The workplace environment at a company can be very impactful. If this environment becomes discriminatory, it can have all sorts of negative impacts for a company.
For one, it could lead to the business facing lawsuits. When a worker at a company believes that they were treated unfairly at work because of their race, gender or a similar factor, the company could end up having a workplace discrimination lawsuit brought against it.
Also, when a company’s workplace is perceived as being an unfair one, it could drive employees away from the company. Among the ways this could significantly hurt a company are by causing the company to:
- Lose out on high-quality employees.
- Have high employee turnover, which can have major costs associated with it.
- Be unable to have a diverse workplace and enjoy the benefits diversity in the workplace brings.
A recent survey points to unfair treatment being a common cause for people leaving the tech industry. The survey polled a nationally representative sample of workers who have left jobs in the industry. A large majority of these individuals indicated that they had experienced unfair treatment/behavior at the jobs that they left. The survey also indicated that the top reason the surveyed individuals gave for leaving a tech job was unfair treatment/behavior. The survey’s results further suggest that a perception of culture of unfair treatment at tech industry workplaces may be a factor behind the tech industry having problems retaining certain types of employees, including women and individuals of color.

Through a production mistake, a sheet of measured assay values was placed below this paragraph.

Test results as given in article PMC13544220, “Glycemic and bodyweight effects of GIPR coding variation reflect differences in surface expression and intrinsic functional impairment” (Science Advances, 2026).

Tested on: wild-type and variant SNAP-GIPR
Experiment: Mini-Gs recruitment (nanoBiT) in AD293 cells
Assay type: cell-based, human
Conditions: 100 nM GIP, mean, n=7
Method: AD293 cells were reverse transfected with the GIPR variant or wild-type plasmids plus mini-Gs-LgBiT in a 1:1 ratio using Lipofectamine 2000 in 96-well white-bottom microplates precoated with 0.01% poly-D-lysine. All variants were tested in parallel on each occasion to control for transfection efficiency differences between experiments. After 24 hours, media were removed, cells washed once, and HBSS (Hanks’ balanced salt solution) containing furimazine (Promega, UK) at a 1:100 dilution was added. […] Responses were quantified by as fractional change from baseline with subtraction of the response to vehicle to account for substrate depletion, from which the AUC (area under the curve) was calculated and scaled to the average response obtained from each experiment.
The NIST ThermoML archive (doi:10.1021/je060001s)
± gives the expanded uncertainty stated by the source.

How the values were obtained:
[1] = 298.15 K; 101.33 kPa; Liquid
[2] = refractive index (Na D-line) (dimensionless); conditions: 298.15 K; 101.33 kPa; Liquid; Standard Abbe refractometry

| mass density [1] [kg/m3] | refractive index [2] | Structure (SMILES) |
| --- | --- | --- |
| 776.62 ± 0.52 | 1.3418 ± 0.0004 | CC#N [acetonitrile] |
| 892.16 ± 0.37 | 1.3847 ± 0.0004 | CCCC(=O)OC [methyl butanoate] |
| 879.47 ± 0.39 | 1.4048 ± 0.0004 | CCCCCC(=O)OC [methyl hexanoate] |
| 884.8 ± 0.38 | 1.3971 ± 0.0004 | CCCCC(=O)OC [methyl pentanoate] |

So, keeping their workplaces free of discrimination and the perception of discrimination is incredibly important for businesses, including companies in the tech industry. One of the things that can be an important step towards this goal is having and properly implementing strong anti-discrimination polices. Skilled attorneys can help companies in the tech industry or other industries with issues regarding the formation and implementation of such policies.
Source: USA Today, “Here's why women, blacks and Hispanics are leaving tech,” Jessica Guynn, April 27, 2017